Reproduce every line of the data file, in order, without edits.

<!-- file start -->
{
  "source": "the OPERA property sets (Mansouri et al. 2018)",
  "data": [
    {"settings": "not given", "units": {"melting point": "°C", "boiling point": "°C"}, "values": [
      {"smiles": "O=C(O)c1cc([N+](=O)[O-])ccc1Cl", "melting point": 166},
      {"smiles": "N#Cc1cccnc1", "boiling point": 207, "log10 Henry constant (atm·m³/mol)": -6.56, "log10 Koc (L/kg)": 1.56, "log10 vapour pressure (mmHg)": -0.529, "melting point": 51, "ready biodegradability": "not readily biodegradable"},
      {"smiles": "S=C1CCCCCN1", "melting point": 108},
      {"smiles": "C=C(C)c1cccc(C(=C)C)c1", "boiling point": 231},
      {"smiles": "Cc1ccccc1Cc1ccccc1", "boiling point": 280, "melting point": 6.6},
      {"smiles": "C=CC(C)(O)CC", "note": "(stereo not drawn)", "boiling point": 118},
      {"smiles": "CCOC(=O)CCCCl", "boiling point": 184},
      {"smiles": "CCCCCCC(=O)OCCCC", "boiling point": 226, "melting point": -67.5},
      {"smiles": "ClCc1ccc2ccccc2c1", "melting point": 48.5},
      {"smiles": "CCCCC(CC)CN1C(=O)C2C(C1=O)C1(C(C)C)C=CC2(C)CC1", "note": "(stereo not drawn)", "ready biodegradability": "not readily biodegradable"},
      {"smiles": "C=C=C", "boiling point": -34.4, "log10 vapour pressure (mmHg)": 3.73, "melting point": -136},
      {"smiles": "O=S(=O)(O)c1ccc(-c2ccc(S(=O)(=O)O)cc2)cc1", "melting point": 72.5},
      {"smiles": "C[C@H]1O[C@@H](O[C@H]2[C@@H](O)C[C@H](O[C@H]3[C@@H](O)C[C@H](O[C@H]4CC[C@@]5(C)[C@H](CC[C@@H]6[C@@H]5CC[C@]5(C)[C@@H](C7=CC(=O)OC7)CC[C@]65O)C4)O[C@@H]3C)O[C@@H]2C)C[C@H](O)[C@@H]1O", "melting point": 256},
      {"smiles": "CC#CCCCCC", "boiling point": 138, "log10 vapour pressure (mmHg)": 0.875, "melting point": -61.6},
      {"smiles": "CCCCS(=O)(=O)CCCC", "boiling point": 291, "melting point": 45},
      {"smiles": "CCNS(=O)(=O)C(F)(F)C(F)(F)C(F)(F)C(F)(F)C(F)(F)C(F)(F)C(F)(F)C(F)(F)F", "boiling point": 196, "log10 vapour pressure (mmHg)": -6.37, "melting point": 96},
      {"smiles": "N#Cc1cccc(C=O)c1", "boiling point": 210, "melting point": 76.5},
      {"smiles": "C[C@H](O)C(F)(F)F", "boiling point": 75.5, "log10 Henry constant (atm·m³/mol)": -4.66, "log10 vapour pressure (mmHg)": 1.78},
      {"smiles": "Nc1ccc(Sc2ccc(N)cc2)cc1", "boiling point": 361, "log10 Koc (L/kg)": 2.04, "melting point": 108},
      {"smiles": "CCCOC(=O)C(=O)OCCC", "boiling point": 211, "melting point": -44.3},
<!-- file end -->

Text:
{
  "source": "the OPERA property sets (Mansouri et al. 2018)",
  "data": [
    {"settings": "not given", "units": {"melting point": "°C", "boiling point": "°C"}, "values": [
      {"smiles": "O=C(O)c1cc([N+](=O)[O-])ccc1Cl", "melting point": 166},
      {"smiles": "N#Cc1cccnc1", "boiling point": 207, "log10 Henry constant (atm·m³/mol)": -6.56, "log10 Koc (L/kg)": 1.56, "log10 vapour pressure (mmHg)": -0.529, "melting point": 51, "ready biodegradability": "not readily biodegradable"},
      {"smiles": "S=C1CCCCCN1", "melting point": 108},
      {"smiles": "C=C(C)c1cccc(C(=C)C)c1", "boiling point": 231},
      {"smiles": "Cc1ccccc1Cc1ccccc1", "boiling point": 280, "melting point": 6.6},
      {"smiles": "C=CC(C)(O)CC", "note": "(stereo not drawn)", "boiling point": 118},
      {"smiles": "CCOC(=O)CCCCl", "boiling point": 184},
      {"smiles": "CCCCCCC(=O)OCCCC", "boiling point": 226, "melting point": -67.5},
      {"smiles": "ClCc1ccc2ccccc2c1", "melting point": 48.5},
      {"smiles": "CCCCC(CC)CN1C(=O)C2C(C1=O)C1(C(C)C)C=CC2(C)CC1", "note": "(stereo not drawn)", "ready biodegradability": "not readily biodegradable"},
      {"smiles": "C=C=C", "boiling point": -34.4, "log10 vapour pressure (mmHg)": 3.73, "melting point": -136},
      {"smiles": "O=S(=O)(O)c1ccc(-c2ccc(S(=O)(=O)O)cc2)cc1", "melting point": 72.5},
      {"smiles": "C[C@H]1O[C@@H](O[C@H]2[C@@H](O)C[C@H](O[C@H]3[C@@H](O)C[C@H](O[C@H]4CC[C@@]5(C)[C@H](CC[C@@H]6[C@@H]5CC[C@]5(C)[C@@H](C7=CC(=O)OC7)CC[C@]65O)C4)O[C@@H]3C)O[C@@H]2C)C[C@H](O)[C@@H]1O", "melting point": 256},
      {"smiles": "CC#CCCCCC", "boiling point": 138, "log10 vapour pressure (mmHg)": 0.875, "melting point": -61.6},
      {"smiles": "CCCCS(=O)(=O)CCCC", "boiling point": 291, "melting point": 45},
      {"smiles": "CCNS(=O)(=O)C(F)(F)C(F)(F)C(F)(F)C(F)(F)C(F)(F)C(F)(F)C(F)(F)C(F)(F)F", "boiling point": 196, "log10 vapour pressure (mmHg)": -6.37, "melting point": 96},
      {"smiles": "N#Cc1cccc(C=O)c1", "boiling point": 210, "melting point": 76.5},
      {"smiles": "C[C@H](O)C(F)(F)F", "boiling point": 75.5, "log10 Henry constant (atm·m³/mol)": -4.66, "log10 vapour pressure (mmHg)": 1.78},
      {"smiles": "Nc1ccc(Sc2ccc(N)cc2)cc1", "boiling point": 361, "log10 Koc (L/kg)": 2.04, "melting point": 108},
      {"smiles": "CCCOC(=O)C(=O)OCCC", "boiling point": 211, "melting point": -44.3},